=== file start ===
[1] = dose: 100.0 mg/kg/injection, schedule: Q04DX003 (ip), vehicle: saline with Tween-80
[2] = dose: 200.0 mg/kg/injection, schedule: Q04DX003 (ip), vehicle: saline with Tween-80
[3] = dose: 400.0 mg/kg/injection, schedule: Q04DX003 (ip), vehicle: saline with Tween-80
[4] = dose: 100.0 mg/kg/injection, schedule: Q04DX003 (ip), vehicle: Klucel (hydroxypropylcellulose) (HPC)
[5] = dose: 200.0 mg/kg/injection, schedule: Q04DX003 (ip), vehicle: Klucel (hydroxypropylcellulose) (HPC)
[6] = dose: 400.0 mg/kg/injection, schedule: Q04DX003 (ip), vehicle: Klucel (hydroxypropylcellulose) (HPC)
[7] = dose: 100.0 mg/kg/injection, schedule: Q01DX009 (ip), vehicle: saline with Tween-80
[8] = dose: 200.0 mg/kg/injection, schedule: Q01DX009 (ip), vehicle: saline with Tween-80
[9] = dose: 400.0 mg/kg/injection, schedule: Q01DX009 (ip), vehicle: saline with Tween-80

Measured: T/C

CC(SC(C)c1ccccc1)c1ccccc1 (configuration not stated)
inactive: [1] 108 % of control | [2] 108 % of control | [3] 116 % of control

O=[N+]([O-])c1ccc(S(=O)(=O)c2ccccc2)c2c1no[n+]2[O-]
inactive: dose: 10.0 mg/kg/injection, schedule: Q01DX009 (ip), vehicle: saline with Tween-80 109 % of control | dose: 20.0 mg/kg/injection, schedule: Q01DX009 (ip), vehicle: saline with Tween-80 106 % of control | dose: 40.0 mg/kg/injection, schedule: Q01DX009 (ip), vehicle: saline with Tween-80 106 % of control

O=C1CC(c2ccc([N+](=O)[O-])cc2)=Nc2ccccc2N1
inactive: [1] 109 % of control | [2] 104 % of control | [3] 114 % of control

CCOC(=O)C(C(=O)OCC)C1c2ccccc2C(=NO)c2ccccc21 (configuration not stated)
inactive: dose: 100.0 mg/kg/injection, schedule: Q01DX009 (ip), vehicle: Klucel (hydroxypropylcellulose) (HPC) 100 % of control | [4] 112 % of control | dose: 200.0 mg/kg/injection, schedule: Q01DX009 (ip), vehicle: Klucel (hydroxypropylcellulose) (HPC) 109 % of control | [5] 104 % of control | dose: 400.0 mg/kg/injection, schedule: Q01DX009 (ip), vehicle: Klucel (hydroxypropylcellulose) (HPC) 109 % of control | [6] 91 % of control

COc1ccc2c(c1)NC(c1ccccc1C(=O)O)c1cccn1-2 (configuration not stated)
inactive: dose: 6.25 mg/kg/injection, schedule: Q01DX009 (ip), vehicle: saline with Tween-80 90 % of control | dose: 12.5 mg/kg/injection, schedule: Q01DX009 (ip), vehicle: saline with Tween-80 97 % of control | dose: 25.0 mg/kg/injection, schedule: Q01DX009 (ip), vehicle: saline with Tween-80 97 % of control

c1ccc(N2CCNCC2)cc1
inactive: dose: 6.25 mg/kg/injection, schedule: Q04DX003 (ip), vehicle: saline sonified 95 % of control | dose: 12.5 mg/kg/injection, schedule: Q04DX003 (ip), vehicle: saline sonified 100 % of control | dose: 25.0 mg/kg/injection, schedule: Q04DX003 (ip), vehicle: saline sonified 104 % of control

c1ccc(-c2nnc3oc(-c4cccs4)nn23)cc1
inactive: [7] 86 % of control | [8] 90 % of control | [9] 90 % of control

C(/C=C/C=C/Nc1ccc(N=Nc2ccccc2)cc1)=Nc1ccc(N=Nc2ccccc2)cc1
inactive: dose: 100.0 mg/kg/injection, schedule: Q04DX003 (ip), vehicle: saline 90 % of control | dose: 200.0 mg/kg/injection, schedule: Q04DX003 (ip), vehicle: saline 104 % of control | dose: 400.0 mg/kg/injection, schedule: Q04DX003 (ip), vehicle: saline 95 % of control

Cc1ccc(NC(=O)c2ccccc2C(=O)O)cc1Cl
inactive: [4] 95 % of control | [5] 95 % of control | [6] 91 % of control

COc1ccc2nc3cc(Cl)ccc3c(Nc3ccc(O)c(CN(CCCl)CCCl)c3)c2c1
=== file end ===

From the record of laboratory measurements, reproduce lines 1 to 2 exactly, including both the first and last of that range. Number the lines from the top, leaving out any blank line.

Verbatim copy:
[1] = dose: 100.0 mg/kg/injection, schedule: Q04DX003 (ip), vehicle: saline with Tween-80
[2] = dose: 200.0 mg/kg/injection, schedule: Q04DX003 (ip), vehicle: saline with Tween-80